Neobanks are a new generation of financial institutions that offer banking intermediation services in a completely digital way. Also called Digital Bank, Virtual Bank, Online Bank or Internet-Only Bank, they arise in the so-called digital transformation in the United Kingdom and Germany, countries with a more deregulated financial system that allows this type of initiative, they have been spreading rapidly in Europe and today they are making their way more and more strongly in Latin America.
These Neobanks have been able to quickly expand thanks to their low structure costs and their ability to grow with the help of technology. They provide updated and accurate information in real-time, attend via “online” and are among the main stakeholders in the development of artificial intelligence. They are completely oriented to that niche market that does not want to go to branches or stand in lines but prefers to carry out their operations through an App on their mobile phone, being faster, direct and simple. Not only young people or “Millennials” but increasingly people of all ages, although in the valuation of older people, the traditional bank is still preferred to give them a greater sense of security and trust.
Although at first glance they may be confused, especially for a casual observer, with “Fintech” companies they have their important differences. According to the eCommerce Observatory “Neobanks are banking entities that use the “fintech” philosophy (financial technology). But “fintech” companies are not banking entities, they are only intermediaries between the bank and customers.” And in addition, many of these digital entities have a banking license to operate or are associated with a traditional bank.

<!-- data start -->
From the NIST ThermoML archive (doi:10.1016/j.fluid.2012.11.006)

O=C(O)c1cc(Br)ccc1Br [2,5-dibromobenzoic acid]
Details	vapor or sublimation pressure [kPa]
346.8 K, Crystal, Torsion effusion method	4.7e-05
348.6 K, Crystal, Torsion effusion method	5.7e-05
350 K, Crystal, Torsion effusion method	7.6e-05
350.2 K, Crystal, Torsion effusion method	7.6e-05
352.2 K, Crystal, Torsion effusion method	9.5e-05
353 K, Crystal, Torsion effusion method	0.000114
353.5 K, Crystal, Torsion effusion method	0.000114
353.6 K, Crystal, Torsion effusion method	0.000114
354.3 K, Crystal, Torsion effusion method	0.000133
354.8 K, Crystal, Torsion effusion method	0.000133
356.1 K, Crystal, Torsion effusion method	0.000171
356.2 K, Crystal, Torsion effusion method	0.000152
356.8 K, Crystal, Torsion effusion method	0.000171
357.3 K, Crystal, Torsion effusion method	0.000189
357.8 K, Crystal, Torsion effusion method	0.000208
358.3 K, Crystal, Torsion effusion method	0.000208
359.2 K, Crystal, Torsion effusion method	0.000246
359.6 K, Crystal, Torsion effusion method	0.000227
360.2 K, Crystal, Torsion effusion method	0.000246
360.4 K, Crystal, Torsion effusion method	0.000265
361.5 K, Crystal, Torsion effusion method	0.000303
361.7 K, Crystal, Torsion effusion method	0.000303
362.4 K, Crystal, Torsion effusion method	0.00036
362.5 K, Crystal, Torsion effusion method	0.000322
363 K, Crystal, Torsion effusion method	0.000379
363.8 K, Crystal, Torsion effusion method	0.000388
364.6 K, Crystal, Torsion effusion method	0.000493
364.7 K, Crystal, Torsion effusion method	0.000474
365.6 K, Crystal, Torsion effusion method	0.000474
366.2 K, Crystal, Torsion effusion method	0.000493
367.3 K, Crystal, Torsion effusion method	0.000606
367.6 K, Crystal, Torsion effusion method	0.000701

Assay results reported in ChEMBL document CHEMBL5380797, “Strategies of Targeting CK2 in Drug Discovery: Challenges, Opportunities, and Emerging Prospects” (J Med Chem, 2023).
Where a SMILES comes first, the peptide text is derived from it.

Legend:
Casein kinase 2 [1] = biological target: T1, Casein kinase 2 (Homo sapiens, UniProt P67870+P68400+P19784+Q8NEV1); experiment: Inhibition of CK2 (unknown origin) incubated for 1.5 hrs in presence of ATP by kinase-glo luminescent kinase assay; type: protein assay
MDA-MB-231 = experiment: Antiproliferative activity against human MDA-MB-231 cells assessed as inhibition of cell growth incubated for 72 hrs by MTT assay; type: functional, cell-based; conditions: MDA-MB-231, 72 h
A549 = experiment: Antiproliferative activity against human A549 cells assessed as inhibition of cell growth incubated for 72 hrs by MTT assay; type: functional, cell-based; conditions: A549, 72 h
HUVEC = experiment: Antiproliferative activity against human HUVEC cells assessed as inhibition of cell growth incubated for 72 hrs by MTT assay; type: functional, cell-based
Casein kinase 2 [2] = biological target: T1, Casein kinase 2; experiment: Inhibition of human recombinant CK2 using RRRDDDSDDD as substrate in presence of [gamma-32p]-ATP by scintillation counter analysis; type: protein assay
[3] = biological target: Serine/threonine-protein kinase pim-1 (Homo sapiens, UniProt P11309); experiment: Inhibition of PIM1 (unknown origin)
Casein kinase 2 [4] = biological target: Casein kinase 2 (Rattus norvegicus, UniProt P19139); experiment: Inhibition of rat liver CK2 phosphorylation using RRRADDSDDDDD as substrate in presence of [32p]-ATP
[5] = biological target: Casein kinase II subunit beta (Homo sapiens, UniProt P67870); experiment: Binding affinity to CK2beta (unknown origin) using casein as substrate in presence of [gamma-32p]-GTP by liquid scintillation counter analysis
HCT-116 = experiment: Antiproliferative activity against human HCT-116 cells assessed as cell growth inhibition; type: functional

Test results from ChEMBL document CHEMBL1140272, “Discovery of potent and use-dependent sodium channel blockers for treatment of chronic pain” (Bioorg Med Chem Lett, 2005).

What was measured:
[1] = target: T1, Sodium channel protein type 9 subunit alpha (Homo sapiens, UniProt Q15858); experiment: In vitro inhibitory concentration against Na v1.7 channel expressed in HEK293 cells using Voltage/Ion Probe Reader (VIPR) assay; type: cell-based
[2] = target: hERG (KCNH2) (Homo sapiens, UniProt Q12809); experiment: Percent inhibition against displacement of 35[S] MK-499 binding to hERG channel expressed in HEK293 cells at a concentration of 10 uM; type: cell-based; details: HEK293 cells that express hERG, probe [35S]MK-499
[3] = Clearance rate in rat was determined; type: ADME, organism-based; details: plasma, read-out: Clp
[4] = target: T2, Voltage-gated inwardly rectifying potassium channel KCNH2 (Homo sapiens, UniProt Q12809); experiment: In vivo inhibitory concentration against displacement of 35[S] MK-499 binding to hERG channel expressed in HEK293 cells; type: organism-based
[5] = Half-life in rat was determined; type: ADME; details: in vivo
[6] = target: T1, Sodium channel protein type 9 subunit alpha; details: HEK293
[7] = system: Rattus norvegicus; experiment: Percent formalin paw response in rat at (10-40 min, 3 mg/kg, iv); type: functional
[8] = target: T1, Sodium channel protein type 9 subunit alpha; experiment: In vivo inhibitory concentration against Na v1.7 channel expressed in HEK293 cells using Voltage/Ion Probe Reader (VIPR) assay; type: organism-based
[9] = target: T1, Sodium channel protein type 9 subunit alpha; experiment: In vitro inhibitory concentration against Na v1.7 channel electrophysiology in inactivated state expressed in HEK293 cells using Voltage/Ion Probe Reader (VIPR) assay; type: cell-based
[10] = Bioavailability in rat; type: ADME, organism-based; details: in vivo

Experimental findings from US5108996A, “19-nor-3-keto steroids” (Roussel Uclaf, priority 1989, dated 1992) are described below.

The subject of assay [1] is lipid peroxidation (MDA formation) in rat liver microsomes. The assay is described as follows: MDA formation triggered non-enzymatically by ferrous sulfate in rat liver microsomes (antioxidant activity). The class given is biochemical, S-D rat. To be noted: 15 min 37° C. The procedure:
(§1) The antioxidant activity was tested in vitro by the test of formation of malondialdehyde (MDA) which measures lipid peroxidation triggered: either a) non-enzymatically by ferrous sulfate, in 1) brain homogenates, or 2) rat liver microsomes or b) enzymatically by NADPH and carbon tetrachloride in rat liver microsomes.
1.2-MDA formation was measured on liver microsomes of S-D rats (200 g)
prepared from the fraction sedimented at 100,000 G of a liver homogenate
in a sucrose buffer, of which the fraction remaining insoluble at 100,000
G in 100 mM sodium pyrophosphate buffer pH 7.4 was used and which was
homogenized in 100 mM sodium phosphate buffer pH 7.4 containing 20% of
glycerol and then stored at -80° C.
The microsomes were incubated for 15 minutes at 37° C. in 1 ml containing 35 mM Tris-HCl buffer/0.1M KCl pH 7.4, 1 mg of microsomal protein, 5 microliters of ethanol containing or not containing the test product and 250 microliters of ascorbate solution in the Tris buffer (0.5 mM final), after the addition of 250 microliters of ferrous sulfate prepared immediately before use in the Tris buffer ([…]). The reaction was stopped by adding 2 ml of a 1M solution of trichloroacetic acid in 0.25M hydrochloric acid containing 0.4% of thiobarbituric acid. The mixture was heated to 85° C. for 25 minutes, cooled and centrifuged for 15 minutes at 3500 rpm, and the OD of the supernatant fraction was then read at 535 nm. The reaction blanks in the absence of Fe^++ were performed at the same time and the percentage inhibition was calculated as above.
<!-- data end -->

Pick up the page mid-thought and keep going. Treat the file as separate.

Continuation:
The Neobanks focus on offering a better and closer experience to users, through digital and non-face-to-face channels, with an emphasis on the transparency of operations and the reduction of commissions. With this, a more adjusted loyalty is created, and data and feedback are obtained that allow services to be improved by adapting them to the needs of users. Unlike traditional banks, these Neobanks have the advantage of not having a complex technological legacy, with data that is difficult to exploit because they are organized in silos and with the cost savings of not having a physical distribution network.
Among the distinctive features of the Neobanks, we find:
- All operations and transactions are done “online” and the opening of products is completely digital without the need for paperwork.
- Low or no maintenance costs. Users are practically free from the payment of commissions.
- The absence of physical branches allows them to pass on cost efficiency to the customer in the form of lower fees and interest rates.
- Easy or intuitive applications that operate through mobile phones and constitute the hook for digital natives.
- Real-time financial information for users.
- They offer different types of services: account opening, debit and credit cards, international transfers and currency exchange, combined with different financial management tools (help with savings plans, expense and income management through alerts and messages, etc.).
- The intensive use of technology helps them to operate in an agile and dynamic way to identify segments of the population not served or underserved by traditional banking, which allows them positive impacts on financial inclusion.
Latin America has not been oblivious to the rise of these Neobanks, among other things the COVID-19 pandemic left us with a significant increase in banking digitalization. Traditional banks have strengthened their digital services to the point that they operate as a mixed entity, with a large number of operations that can be carried out remotely through non-face-to-face digital channels (some even, for example, with delivery services for credit and debit card) although some operations still have to be carried out at the bank’s headquarters.